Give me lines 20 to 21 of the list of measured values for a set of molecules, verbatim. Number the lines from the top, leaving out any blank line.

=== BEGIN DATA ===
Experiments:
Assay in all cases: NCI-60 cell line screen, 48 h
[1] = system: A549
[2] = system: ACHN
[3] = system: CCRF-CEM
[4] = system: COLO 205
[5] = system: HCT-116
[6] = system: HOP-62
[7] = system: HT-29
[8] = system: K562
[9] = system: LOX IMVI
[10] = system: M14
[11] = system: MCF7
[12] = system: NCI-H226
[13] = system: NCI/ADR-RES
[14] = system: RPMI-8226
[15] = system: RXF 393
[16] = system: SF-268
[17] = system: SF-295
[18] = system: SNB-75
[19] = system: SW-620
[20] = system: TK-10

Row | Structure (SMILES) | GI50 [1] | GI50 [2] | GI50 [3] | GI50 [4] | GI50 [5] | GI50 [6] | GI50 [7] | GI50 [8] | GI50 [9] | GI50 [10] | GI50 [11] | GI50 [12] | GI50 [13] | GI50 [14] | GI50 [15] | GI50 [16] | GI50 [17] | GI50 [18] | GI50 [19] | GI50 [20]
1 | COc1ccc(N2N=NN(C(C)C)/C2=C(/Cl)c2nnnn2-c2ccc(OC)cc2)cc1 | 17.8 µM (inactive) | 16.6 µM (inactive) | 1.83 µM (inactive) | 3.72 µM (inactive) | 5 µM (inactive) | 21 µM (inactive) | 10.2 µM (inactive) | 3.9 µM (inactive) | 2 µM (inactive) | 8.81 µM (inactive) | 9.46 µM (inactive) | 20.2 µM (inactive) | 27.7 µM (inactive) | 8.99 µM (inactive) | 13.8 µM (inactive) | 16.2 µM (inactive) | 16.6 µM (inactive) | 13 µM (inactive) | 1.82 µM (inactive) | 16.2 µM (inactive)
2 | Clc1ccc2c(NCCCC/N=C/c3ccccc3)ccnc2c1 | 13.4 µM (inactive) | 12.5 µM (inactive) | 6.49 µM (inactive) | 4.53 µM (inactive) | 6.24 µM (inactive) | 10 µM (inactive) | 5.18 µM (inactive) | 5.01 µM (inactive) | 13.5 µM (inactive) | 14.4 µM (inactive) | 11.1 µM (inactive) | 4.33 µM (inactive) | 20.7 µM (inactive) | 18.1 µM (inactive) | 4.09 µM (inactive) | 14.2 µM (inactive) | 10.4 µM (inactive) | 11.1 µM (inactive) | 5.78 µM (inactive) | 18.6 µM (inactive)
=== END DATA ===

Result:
[18] = system: SNB-75
[19] = system: SW-620